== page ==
Mainframe > Tips & Techniques > Application Development

RDz: A One-Stop Tool

New functions ease mainframe development


 

Traditional mainframe development usually includes a series of repeatable steps like editing source code, making a change, editing the JCL, submitting compile job, swapping to SDSF, finding and fixing errors and so on to build a working, production-ready mainframe application. Wouldn’t it be easier if we have all these features in just one tool on a Windows workstation? That’s precisely what IBM Rational Developer for System z can do!

RDz is a development environment for COBOL, CICS, IMS, PL/1 and mainframe applications in general. It provides editors, code generators, analysis tools, testing tools, debuggers and more for a mainframe developer in an environment that’s easy to use and productive. RDz also allows developers to take existing COBOL code and turn it into an enterprise or service oriented architecture (SOA) service without any code changes. RDz assists a mainframe developer by providing a complete development environment, which has rich set of tools to assist in both traditional COBOL development and leading-edge COBOL development.

The traditional COBOL development RDz supports includes:

  • Setting up COBOL batch projects, online projects (CICS, IMS), files and databases (DB2, sequential and VSAM files, IMS DL/I)
  • Editing, compiling and testing COBOL source (testing both on mainframe and workstation)
  • Connecting and submitting jobs on the mainframe
  • Issuing TSO commands, CLISTS and REXX execs
  • Editing mainframe test data (DB2, VSAM files with file manager) Debugging ABENDs, analyzing and maintaining COBOL applications

The leading edge COBOL development includes:

  • Developing Web 2.0 front ends to CICS and IMS TM
  • Transforming CICS and IMS applications into web services in SOA
  • Developing XML/COBOL applications
  • Working with MQ
  • Connecting to COBOL business applications from Java and .Net apps and create standalone Windows applications (Desktop based .exe files)

Application Development

RDz allows you to organize files in multiple formats. You can drag and drop files from the mainframe to build a z/OS project; the project is kept in sync with the mainframe host whenever it’s online. A special RDz feature is enabling local and remote syntax checking for source code. Local syntax checks save time and mainframe MIPS. A remote syntax check submits a z/OS job on mainframe—the results of which can be seen in RDz. The z/OS project can be worked upon either in online mode (connected to mainframe and you can directly change datasets on mainframe) or offline mode (you can access only those resources that were downloaded and allows to work even if TSO is down). Offline mode has also a very quick development response time. RDz also provides a common development environment for COBOL, PL/I, C/C++, Java and Enterprise Generation Language (EGL).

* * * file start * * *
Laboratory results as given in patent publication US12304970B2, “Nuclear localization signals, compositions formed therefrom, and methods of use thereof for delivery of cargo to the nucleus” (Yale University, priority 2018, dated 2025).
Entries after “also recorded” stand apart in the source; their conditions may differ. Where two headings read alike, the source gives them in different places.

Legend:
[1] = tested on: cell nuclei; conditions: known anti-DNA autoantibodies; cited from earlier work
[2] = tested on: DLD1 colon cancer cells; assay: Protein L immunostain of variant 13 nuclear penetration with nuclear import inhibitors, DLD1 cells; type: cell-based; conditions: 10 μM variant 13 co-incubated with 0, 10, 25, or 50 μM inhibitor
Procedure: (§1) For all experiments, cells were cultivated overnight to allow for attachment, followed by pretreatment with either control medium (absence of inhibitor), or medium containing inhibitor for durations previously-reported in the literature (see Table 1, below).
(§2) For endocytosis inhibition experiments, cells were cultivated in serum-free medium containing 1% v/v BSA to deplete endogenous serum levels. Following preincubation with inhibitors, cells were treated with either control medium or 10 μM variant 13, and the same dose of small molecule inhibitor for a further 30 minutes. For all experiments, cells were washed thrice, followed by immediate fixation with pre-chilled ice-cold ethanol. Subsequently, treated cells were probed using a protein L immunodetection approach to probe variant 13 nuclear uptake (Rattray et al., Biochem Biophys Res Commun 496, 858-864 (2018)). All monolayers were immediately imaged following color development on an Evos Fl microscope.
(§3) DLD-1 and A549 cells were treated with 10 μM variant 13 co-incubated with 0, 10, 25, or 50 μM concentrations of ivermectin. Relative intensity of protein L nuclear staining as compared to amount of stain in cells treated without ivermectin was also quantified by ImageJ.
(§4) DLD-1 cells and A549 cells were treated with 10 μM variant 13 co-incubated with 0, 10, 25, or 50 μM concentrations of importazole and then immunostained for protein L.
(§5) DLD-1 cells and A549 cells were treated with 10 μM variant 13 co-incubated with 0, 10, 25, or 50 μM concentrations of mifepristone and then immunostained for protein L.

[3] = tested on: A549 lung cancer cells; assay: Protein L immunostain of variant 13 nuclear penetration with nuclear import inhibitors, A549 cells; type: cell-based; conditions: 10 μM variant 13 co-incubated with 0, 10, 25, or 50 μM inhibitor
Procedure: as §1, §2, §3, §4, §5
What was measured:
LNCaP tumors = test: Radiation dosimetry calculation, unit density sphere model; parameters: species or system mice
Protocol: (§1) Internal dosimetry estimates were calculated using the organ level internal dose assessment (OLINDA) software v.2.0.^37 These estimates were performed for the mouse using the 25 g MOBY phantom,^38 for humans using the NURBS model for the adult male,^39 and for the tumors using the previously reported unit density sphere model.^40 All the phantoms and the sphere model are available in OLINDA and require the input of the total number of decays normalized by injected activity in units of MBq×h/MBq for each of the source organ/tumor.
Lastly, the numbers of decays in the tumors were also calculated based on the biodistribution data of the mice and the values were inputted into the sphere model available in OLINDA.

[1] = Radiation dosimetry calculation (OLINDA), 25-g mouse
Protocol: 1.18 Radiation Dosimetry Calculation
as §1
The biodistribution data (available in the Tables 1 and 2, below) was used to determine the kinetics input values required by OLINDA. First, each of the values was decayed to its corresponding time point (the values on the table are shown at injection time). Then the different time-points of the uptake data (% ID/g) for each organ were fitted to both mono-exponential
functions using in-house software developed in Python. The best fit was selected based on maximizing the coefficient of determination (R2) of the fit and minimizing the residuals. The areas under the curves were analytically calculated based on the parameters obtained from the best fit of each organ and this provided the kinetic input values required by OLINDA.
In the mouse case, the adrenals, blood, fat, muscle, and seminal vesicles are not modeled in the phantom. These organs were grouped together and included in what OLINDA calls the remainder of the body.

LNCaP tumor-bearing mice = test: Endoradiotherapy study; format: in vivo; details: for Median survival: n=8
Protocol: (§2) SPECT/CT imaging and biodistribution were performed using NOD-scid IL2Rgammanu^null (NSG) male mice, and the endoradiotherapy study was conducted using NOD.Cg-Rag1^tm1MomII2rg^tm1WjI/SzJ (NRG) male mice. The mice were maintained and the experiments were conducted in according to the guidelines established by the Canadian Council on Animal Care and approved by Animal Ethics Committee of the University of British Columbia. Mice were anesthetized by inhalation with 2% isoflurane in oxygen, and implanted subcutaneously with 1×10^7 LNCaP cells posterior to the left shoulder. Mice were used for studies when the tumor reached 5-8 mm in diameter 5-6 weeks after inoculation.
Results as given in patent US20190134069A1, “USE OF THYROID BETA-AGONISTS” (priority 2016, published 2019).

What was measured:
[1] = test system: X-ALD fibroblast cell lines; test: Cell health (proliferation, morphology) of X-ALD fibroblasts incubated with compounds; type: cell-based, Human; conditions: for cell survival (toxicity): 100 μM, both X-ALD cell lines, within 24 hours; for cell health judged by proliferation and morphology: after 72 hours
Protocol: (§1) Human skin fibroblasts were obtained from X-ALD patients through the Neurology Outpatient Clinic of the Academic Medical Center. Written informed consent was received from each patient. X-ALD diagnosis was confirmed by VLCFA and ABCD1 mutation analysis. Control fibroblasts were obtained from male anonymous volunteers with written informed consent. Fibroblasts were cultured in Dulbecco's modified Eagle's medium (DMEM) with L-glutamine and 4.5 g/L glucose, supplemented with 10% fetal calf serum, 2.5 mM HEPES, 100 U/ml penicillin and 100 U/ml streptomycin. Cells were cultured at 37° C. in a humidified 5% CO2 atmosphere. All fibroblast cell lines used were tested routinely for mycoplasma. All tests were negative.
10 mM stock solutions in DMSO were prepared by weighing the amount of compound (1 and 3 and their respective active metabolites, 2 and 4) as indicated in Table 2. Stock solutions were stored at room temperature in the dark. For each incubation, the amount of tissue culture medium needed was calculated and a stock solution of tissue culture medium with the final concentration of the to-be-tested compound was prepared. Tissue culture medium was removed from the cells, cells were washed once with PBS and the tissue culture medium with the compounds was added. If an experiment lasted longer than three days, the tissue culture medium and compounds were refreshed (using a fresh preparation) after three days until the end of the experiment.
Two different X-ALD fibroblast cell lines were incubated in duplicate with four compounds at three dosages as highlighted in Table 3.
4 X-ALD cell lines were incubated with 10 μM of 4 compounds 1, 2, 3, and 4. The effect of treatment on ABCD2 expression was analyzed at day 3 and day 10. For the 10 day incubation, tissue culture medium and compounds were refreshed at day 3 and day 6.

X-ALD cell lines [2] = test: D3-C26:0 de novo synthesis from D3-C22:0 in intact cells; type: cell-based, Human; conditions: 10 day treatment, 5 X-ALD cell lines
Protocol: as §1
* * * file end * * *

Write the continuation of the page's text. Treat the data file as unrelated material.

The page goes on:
Integration With Fault Analyzer

In z/OS terminology, when an application abnormally terminates (popularly called as ABEND), z/OS stops executing the program, closes files and generates a single high-level message in the form of System Completion code (e.g.: SOC7)—which indicates why the system has decided to stop executing. Fault Analyzer is one such tool from IBM that helps determine the cause of ABEND. It helps the developer determine what happened, how it happened, what program, what line/statement, which variables, what files, were involved, etc. It gathers information about an application and the surrounding environment at the time of an abnormal end (ABEND), analyzes it and generates an analysis report that describes the problem in terms of application/program statements and variables. RDz integrates with Fault Analyzer and thus helps identify and fix problems.

 

Raghavendra Kulkarni is mainframe technical specialist at MindTree.


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